If my parents wanted me to fit in with the world, they did a God-awful job in terms of culture. Raised on a secluded farm in Northwest Ohio, I didn’t have prolonged experience with television until high school, and my exposure with COLOR television started at about the same time as my prolonged exposure to it. I did watch a little television as a grade-schooler, all based in PBS and black-and-white films from the 30’s and 40’s.
My primary source of entertainment as a kid, young and adolescent, was reading.
Christmastime brings back that treasured activity, and if folks ask me what I want for Christmas, I usually ask for books or gift certificates to book stores. Anything literary is a hit with me. The earliest Christmas I can remember, all the way to the last “normal” Christmas I had at home in Ohio, involved gifts of books and words. When I lived at home my parents didn’t put presents under the tree; they split the couch in half and placed my gifts on one side and my brother’s gifts on the other side. In the middle, for both of us, was a luxurious spread of books, all signed with love inside the front cover in my mother’s small, spidery handwriting. I usually ended up with the collection every year, since my brother was more into games than books.
Water-cooler talk at any workplace I’ve ever had the privilege to serve has rarely drifted to books. There was some brief forays into literature with Harry Potter, but those moments were very, very brief. Always the subject of conversation was last night’s episode of something that bored me to tears if I tried to watch it, and I tried to watch over and over, hoping to understanding the draw.
Nowhere did that happen more acutely than when I worked for a little sporting goods company in Southwest Missouri called Bass Pro Shops. Bass Pro was my sustaining income while I was getting my literature degree; I taught call center employees there in the evenings full time and learned about writing and history in the mornings full time at Missouri State University. Bass Pro not only gave me the opportunity to teach, it gave me a restaurant called Hemingway’s to appreciate, and gave me a love of nature and environmentalism beyond the organic nature of my mother’s farming. But in the break rooms and on the phones with customers, I didn’t get to talk about Hemingway the man very much.
I was talking to fishermen, and hunters of all kinds. Including duck hunters.
Which brings us back to television, and my complete lack of understanding its draw, and the backwoods shows from the Discovery Channel and A&E, particularly “Duck Dynasty.”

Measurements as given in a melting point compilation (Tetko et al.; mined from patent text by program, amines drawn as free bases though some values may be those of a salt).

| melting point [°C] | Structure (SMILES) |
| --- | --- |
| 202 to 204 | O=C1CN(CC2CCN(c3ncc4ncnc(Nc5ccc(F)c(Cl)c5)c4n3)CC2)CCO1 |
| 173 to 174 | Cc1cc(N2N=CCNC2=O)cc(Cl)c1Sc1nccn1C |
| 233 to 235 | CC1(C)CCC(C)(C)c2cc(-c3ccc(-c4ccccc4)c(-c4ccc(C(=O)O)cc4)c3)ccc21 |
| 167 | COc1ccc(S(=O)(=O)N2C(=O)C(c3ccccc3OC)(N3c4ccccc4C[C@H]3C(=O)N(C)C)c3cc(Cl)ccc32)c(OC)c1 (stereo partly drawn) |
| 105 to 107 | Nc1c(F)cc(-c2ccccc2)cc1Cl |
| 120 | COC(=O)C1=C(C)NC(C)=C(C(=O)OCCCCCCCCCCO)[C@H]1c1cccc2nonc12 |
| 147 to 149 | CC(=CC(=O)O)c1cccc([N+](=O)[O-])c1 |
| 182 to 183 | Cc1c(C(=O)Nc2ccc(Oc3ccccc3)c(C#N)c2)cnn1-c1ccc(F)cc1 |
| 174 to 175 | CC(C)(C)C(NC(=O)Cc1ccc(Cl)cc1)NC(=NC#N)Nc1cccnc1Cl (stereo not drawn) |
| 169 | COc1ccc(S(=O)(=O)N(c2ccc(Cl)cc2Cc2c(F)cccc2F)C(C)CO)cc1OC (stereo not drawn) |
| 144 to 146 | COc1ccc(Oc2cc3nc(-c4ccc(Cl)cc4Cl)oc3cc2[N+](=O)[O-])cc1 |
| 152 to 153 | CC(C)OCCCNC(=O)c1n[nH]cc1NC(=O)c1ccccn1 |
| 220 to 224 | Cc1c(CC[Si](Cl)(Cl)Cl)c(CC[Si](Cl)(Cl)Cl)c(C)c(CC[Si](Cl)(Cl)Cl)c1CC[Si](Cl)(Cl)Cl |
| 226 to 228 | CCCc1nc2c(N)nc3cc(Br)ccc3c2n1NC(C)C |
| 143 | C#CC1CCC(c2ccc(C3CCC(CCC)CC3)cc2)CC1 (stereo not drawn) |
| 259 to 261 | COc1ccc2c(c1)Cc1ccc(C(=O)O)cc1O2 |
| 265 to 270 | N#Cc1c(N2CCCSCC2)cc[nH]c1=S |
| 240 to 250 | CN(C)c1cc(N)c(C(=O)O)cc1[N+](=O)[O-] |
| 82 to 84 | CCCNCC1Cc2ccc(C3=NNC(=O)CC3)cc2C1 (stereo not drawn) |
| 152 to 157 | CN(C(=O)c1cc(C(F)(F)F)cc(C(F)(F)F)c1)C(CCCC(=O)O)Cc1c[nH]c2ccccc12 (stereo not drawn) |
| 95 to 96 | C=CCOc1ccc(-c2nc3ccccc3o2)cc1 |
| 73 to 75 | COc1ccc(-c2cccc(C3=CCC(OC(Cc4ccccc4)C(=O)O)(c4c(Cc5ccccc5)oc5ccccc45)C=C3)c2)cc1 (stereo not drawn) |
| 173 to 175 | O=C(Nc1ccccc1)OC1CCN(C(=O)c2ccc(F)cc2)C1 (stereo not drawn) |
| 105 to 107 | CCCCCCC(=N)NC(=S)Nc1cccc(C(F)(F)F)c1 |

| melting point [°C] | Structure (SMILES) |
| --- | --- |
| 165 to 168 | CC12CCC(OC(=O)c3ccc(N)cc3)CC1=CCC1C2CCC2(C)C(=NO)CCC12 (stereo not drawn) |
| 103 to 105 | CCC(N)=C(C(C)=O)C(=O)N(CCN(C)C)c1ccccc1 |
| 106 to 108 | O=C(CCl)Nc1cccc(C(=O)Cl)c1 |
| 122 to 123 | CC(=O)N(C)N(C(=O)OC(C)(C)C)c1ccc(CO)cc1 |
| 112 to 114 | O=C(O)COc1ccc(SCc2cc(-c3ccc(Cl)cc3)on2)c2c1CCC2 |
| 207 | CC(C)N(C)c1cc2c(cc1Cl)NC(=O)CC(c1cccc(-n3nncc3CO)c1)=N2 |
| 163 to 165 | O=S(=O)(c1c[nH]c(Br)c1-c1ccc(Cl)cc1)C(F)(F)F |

There’s been a lot of fuss lately over this show, thanks to an interview with its patriarch. Like most other forms of television, I tried to watch this show, and even though I used to sell duck calls and hunting accessories and I love Louisiana culture (in a Kate Chopin, Treme kind of way), I lasted only about twenty minutes. And this was before the world heard Phil talk about his views on all things cultural.
Being a writer, I believe this guy is entitled to his opinion. We all have protection of the First Amendment, provided we don’t shout “Fire!” for no reason in a crowd. I don’t believe that most of his interview was a “fire” alarm. Most of it was consistent to what I assumed he would say based on what I saw of the show.
I say most of it, because at one point he did say “Fire,” or something that rhymes with it, like “liar,” in terms of US history. And US history was my minor in college, so when I read that part, I couldn’t defend his First Amendment access for it…and I understood his appeal even less. He insisted that in his part of the world, African Americans loved life under Jim Crow, preferred it to the welfare state that they have been in since it ended, and said it in a way that insisted that anyone who said otherwise was to be dismissed. Numerous lynchings and hangings and humiliation endured were dismissed for trivial, because a star on the highest-rated US show on television said that time was preferred by the people it oppressed.
I know there’s no logic to that statement, but do the people who watch it see the logic in that statement? Do they accept it as fact? Do they believe it because they admire this show?
Do they think for themselves?
I’m reminded of a scene from a movie that I loved, with good writing, that wasn’t based on a dusty classic–Men In Black:
Edwards: Why the big secret? People are smart. They can handle it.
Kay: A person is smart. People are dumb, panicky dangerous animals and you know it. Fifteen hundred years ago everybody knew the Earth was the center of the universe. Five hundred years ago, everybody knew the Earth was flat, and fifteen minutes ago, you knew that humans were alone on this planet. Imagine what you’ll know tomorrow.
See, wisdom. I’m hoping more people remember that movie and that sentiment than watch “Duck Dynasty” or listen to Phil…but I have to be realistic and agree with Kay…just enough.